Feb

7

Read His Book, from John Floyd

February 7, 2017 |

 I found one of the keys to understanding Bernanke and how he may act was to read his academic work and books. Once, not a direct quote and I forget the forum, the future Fed chair was asked something like "what will you do if we have a depression like scenario?" and the response was "that is not going to happen on my watch". Many brilliant minds articulated ideas on economic growth, inflation, and other factors that might drive Fed policy under Bernanke, but that one piece of information turned out to be very telling.

In a similar fashion I remember interviewing in the late 1990's with a Nobel laureate type economist who was an advisor to a hedge fund and arguing to him that Japanese yields where not going up anytime soon and the answer to reflating was to just absolve the debt. He disagreed and belittled me and I never got the job, but that is another lesson in my poor salesmanship. But, if you knew Japanese history and social mores you had an edge. I have been "Trumped" a few times by markets the past month or so.

To that end I am reading The Art of the Deal and also suggest reading other books liked by POTUS advisors. The overriding theme being to ask the right questions that are going to define a scenario and possible outcomes and take care to not get caught up in obfuscating noise.

Stefan Jovanovich writes: 

You will also want to read his other book The Art of the Comeback if you can find a copy. It is even more revealing. The basic rule is Never, ever give up! That does not mean go down with the ship but find a way to launch a lifeboat and get your lawyer to see how salvage law can work to your benefit.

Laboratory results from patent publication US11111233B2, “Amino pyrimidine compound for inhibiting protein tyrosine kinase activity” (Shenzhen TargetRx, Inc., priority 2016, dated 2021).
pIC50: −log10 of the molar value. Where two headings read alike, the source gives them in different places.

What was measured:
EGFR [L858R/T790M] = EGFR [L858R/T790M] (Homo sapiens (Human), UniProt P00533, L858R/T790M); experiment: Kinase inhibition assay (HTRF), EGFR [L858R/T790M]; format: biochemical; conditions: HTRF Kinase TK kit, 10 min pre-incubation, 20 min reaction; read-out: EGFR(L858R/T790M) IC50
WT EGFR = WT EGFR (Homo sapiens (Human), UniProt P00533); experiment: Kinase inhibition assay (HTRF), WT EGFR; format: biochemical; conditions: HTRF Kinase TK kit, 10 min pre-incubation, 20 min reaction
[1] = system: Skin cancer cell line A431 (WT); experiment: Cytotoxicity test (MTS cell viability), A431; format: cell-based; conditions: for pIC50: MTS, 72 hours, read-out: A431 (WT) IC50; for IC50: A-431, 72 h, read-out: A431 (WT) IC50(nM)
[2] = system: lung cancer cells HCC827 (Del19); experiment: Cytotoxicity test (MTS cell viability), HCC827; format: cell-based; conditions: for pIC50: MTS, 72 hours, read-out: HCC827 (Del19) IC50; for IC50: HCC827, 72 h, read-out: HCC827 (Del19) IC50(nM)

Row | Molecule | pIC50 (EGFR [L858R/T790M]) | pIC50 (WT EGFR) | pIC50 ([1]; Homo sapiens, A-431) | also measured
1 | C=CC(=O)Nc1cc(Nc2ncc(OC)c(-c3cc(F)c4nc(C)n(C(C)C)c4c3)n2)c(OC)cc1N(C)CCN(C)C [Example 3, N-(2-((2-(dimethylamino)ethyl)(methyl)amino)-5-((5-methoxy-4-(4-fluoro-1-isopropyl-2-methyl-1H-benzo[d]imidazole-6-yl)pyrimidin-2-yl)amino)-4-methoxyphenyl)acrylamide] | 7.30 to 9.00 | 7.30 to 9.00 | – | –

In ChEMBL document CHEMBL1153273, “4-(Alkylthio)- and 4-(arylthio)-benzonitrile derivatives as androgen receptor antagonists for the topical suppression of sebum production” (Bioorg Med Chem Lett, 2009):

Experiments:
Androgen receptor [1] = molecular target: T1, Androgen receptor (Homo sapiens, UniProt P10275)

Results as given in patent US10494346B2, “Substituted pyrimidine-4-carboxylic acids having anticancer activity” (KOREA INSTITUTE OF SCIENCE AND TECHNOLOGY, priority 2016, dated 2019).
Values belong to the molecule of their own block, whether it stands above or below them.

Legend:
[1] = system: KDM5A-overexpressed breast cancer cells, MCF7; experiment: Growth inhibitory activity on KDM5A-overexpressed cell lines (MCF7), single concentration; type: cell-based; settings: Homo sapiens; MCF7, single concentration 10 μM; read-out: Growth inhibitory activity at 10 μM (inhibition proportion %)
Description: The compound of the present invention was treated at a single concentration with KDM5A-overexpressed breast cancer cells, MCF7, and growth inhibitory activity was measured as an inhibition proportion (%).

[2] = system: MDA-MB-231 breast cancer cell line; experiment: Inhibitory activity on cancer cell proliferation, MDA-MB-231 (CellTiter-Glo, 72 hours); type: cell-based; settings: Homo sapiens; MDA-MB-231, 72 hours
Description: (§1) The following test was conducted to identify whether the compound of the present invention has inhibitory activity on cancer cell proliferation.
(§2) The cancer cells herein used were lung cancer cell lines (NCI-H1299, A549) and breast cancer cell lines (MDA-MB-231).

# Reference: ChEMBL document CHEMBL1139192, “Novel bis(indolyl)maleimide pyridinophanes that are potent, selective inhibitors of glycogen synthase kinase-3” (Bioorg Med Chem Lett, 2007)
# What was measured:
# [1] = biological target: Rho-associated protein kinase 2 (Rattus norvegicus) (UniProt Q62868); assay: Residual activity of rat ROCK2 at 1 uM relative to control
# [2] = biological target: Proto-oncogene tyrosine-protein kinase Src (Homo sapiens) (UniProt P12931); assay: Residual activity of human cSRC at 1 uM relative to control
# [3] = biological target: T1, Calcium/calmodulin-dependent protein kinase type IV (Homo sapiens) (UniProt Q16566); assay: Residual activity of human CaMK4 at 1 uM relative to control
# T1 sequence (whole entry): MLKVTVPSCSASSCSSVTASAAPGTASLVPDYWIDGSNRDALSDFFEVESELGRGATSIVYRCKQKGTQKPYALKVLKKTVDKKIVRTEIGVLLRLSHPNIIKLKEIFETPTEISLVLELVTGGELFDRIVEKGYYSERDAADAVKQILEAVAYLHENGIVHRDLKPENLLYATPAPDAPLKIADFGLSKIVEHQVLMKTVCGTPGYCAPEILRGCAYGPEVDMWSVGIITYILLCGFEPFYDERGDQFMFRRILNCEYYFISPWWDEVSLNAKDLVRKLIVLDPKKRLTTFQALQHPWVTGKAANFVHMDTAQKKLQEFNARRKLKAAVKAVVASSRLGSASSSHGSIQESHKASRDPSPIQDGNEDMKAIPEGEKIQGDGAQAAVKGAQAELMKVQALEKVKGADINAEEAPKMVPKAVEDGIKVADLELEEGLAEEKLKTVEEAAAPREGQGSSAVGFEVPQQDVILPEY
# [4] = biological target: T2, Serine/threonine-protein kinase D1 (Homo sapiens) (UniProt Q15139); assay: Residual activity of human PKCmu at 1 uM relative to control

Trump has no fear of the United States' debt itself. He believes that, if the government runs at a slight surplus in its basic operating account, it can carry its existing debt indefinitely, including the promises for Social Security. I don't know this for a fact, but my guess is that he thinks sending Medicaid and social welfare back to the states is a fair deal for releasing the states from regulation and lowering overall Federal taxation on individuals and entities. That still leaves Social Security and Medicare; but he thinks _ rightly - that Social Security alone is manageable and that Dr. Price will be able to cut Medicare's actual costs dramatically by ending the gaming of the system by the providers. (Senator Pocahantas' grilling of Price was revealing; she wanted him to pledge that he would never, ever "cut" Medicare spending, and he politely declined, even in the face of her reminding him that the President had made that promise. A "cut" in Trump's mind is a cut in what the customer gets, not what the government spends.)

Trump also has no fear of a rising exchange rate for the U.S. dollar. He actually wants a "strong" dollar because that will allow the U.S. to make any necessary trade "adjustments" through collecting tariffs. Fro him an ever "stronger" dollar means a shrinking deficit. That is why his statements about "currency" manipulation by other countries are to be read as an advocacy of tariffs, not a threat of a "trade war".
 


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